Review: Havana Rakatan at Peacock Theatre

Performance: to 21 June 08
Reviewed by Libby Costello - Monday 9 June 2008

Havana Rakatan. Photo: Sven Creutzmann

A collage of dance from Cuban descent, assembled under the name Havana Rakatan runs at the Peacock Theatre until 21 June, giving audiences a taste of the Caribbean in London. With live music from Cuban band Turquino, the beats pulsate from the stage gving the dancers the energy and impetus to deliver their show of Spanish and African delights. With a journey from traditional 15th century Flamenco, through tribal West African dance, to more familiar dance hall scenes, choreographer Nilda Guerra sets out to display a potted history of Cuba through dance.

The backdrop of El Malecon opens the show, just one of a series of locations to which the audience is transported. With all the dancers on stage looking out to sea you could anticipate a show with political undertones, but this is not the case. After the initial opening scene incorporating a flurry of dance styles and costumes, the show takes us back in time to discover the styles that fed into the creation of Cuba’s most popular export – Salsa.

The feeling that dance has been part of Cuban culture from the beginning is unambiguous, as few countries would be able to trace their dance styles through such a colourful performance. Although the premise of the show seems plausible, some elements seem to verge on the stereotypical. The African slave dancers may have used traditional steps but the execution is extremely showy.

The Mambo which opens the second act is expertly choreographed with an accent on 1940s style. The dancing alone carries this number – displaying Ballet Rakatan’s enthusiasm for movement. The second act makes up for the overly long first with the introduction of more contemporary social dances such as the Mambo, Rumba and Salsa. The audience seemed appreciative of these more commercial forms, relaxing into the music and clapping along spontaneously.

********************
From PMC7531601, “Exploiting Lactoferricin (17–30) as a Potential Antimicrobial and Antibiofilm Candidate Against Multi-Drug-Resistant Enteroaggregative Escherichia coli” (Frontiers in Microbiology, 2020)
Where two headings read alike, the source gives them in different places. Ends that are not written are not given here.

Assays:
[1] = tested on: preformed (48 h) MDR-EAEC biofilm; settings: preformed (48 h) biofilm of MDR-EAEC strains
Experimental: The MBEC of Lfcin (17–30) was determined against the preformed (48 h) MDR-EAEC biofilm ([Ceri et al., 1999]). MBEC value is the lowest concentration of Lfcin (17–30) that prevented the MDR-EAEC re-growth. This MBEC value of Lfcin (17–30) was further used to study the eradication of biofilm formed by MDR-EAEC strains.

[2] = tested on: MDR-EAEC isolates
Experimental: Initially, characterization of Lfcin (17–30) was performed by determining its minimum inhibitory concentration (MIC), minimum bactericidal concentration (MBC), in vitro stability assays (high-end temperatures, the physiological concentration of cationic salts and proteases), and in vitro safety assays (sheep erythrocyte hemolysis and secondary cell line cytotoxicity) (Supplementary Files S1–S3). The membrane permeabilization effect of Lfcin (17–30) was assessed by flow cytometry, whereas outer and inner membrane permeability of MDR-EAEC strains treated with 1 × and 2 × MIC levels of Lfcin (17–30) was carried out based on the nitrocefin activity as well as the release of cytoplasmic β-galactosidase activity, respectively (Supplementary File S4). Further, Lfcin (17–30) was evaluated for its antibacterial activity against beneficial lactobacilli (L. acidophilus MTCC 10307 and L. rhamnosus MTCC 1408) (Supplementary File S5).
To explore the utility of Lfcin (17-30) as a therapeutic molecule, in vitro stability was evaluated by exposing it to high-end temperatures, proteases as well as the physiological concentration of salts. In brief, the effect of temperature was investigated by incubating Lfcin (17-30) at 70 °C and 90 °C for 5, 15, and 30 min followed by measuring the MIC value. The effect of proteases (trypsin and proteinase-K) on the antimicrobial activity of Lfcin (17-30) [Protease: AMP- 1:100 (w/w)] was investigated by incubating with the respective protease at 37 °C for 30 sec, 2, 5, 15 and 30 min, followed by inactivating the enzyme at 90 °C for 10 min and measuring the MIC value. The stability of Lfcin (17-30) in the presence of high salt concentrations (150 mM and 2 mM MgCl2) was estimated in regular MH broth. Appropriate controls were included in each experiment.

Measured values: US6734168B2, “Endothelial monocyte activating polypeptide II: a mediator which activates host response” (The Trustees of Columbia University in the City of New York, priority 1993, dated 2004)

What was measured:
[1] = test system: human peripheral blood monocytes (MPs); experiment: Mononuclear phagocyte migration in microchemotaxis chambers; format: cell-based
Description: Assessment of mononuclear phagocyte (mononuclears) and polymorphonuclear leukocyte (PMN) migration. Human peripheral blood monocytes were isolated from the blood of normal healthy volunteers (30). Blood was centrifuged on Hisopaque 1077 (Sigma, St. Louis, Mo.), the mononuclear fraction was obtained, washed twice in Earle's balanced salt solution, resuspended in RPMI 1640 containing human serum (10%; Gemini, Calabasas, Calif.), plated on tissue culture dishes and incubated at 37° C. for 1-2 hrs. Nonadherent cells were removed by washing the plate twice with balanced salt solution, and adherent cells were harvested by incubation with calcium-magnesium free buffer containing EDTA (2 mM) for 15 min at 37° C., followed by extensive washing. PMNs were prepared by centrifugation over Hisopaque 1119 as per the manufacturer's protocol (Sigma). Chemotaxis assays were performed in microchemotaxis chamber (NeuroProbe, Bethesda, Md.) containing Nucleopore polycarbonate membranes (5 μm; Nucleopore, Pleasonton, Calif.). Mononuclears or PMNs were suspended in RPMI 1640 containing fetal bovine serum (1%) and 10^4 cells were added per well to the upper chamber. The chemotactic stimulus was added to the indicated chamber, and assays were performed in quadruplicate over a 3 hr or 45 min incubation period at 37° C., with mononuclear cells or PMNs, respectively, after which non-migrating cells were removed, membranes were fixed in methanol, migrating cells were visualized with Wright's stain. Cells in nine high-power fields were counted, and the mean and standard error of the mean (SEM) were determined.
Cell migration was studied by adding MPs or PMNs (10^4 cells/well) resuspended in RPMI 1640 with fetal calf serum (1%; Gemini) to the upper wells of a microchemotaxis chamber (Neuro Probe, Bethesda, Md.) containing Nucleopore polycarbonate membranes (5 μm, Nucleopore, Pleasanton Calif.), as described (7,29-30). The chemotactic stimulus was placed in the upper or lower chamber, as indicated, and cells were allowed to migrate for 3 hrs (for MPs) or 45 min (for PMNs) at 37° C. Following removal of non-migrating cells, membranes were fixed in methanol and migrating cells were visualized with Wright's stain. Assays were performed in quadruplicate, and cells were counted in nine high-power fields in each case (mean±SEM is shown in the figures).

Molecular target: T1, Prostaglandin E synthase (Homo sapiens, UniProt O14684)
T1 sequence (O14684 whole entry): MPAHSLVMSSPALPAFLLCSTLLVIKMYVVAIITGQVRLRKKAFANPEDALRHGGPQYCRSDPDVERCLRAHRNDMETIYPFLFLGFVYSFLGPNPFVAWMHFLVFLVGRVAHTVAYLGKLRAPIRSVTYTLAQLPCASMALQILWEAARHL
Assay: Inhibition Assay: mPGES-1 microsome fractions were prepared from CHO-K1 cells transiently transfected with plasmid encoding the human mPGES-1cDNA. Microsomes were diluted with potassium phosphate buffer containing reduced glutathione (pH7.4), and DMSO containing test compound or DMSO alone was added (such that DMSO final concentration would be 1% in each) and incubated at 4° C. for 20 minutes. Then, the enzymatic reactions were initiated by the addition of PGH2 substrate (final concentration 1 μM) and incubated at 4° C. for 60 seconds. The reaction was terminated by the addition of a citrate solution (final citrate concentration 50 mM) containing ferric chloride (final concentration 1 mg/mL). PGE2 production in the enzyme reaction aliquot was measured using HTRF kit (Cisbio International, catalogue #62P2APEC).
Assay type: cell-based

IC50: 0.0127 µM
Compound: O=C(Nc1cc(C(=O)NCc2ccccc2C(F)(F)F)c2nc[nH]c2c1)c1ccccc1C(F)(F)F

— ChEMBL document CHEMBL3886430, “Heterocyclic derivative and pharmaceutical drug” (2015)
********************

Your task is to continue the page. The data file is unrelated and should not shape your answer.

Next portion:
Other dances are a welcome change from the norm. The Bolero, a dance that could rival the Tango for its sensual sexy crown, was definitely a highlight but the dancers omitted the intimacy between the couples to focus on projecting to the audience. The Rumba was true to it’s extrovert and erotic nature – a far cry from most Rumbas seen in British ballrooms.

The dancers’ stamina was phenomenal throughout as they executed footwork from a variety of backgrounds with a fresh energy in every section of the show. Their ability to produce a foot stamping flamenco followed by both contemporary and social dances, all to an extremely high level, was outstanding.

The final Salsa left feet tapping and hands clapping as the two hours of dances styles united into one rhythmic extravaganza. The musicians and dancers clearly enjoyed the choreography, dropping their stage show personas to allow a little more personality to shine through.

A year on from its first performances in London the energy of Havana Rakatan remains high throughout as the musicians, singers and dancers all hit the right note. Nilda Guerra’s claim to show dance as seen on the streets of Havana is perhaps a little overstated, as in transition from street to stage the dance forms have taken on a new identity.

What’s On